Morbidly obese workers cost employers more than $4,000 a year more than normal-weight employees, according to a study published by American Journal of Health Promotion. The probability of disability, workers’ compensation claims, and the number of missed days due to any cause increases as workers’ Body Mass Index climbs above 25. Co-morbidities of obesity, like hypertension, hyperlipidemia and diabetes, increase short-term disability claims and disability benefits.
The study estimates that normal weight employees cost on average of $3,830 per year in medical costs, sick days, short-term disability and workers’ comp claims. That figure jumps to $8,067 for morbidly obese employees. The study’s results proved to be even more dramatic than other peer-reviewed examinations of weight-related health costs in the U.S. According to the Centers for Disease Control, 34.9 percent of U.S. adults are obese. The estimated annual medical cost of obesity was $147 billion in 2008; the medical costs, not including workplace productivity, were $1,429 higher for obese people than for those of normal weight.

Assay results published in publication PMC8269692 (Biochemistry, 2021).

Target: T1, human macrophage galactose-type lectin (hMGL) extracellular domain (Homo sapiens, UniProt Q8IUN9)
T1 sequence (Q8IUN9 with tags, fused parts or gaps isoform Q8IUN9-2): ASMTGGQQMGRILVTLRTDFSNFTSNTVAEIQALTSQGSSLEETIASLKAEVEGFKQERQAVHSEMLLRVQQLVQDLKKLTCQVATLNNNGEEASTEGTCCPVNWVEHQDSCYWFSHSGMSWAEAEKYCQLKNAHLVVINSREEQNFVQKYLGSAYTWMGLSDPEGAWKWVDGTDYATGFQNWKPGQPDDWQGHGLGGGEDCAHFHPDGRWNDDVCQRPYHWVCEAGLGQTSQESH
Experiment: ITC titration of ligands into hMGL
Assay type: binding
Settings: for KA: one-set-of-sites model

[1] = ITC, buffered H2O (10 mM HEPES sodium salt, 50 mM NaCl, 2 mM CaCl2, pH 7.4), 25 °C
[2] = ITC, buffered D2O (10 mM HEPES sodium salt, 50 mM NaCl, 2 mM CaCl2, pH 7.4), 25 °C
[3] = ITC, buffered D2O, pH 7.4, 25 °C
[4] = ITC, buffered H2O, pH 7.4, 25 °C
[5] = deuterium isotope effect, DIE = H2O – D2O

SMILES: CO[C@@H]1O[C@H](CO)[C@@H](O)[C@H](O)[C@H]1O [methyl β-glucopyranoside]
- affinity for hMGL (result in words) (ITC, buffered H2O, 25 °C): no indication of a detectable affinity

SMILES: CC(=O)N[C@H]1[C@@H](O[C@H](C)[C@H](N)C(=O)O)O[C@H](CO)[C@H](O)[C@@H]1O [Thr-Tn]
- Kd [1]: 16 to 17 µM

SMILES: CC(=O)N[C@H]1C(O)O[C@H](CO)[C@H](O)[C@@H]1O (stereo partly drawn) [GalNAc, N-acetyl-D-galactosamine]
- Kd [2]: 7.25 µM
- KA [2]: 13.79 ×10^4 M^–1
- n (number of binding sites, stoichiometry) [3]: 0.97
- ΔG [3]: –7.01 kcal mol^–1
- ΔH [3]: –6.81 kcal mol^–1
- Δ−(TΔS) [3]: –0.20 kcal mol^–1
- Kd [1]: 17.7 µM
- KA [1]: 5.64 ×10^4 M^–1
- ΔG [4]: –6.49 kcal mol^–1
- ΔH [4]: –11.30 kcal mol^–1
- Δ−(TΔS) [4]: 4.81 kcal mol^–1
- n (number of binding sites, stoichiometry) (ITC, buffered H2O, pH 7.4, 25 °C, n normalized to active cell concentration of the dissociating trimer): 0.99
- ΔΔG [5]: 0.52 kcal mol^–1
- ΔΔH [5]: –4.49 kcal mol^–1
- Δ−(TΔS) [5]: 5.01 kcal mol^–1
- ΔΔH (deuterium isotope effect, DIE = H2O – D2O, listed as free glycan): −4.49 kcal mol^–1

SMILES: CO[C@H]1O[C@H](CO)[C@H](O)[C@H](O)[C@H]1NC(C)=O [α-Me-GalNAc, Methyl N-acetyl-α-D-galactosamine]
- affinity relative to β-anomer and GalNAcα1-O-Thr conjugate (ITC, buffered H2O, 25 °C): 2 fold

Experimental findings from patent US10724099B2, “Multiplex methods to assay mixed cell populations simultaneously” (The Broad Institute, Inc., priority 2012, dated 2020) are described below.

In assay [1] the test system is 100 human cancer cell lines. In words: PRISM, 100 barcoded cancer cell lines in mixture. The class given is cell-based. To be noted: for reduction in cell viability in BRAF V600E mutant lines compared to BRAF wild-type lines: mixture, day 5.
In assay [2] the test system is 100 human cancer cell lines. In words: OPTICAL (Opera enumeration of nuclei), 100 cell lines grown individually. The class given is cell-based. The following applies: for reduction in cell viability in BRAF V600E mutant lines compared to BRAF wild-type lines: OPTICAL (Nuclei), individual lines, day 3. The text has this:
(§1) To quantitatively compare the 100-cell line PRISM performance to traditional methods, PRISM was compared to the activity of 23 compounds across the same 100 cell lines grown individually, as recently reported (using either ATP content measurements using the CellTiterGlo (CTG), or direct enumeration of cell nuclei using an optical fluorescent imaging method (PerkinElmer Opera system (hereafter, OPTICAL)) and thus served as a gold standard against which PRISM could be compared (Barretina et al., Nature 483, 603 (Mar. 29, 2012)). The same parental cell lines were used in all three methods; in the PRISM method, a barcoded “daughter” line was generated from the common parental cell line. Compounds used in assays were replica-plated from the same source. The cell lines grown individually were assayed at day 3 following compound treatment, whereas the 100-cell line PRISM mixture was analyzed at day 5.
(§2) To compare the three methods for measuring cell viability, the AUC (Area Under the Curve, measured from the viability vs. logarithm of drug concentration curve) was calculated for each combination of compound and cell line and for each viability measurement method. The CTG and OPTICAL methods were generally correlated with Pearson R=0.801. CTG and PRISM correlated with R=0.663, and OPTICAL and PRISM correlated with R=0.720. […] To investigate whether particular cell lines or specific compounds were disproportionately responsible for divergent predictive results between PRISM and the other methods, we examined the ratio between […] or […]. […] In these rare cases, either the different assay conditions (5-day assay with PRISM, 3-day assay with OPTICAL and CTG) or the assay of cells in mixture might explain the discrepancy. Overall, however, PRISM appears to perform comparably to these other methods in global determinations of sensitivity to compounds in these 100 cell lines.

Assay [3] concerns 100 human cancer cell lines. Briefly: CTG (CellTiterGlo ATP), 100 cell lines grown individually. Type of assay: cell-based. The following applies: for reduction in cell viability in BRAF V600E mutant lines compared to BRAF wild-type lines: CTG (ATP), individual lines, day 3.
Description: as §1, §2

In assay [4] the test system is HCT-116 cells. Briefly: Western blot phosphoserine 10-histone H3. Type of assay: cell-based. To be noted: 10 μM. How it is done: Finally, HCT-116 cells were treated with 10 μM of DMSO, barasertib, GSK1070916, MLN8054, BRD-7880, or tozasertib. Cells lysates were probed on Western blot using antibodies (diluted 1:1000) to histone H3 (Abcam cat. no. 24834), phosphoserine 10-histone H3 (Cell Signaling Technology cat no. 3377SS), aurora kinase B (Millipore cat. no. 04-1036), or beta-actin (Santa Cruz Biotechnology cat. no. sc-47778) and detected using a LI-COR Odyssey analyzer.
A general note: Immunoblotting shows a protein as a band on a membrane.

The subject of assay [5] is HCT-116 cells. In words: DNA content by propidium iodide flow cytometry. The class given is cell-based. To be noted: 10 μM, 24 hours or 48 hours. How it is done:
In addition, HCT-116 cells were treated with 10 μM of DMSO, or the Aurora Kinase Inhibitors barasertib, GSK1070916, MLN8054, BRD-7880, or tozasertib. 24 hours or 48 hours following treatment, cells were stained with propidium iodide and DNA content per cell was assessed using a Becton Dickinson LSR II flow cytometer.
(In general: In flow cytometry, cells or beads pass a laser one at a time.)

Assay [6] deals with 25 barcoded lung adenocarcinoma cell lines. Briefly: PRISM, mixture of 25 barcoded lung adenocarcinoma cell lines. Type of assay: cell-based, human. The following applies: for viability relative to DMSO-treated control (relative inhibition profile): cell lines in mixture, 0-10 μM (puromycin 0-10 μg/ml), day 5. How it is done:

Weight-related conditions like heart disease, stroke and Type 2 diabetes are leading causes of preventable death. Obesity’s prevalence varies greatly by state. According to the CDC, in 2012 Colorado was the leanest state, with an obesity prevalence of 20.5 percent. Louisiana had the highest prevalence at 34.7 percent. Thirteen other states had an obesity prevalence equal to or higher than 30 percent.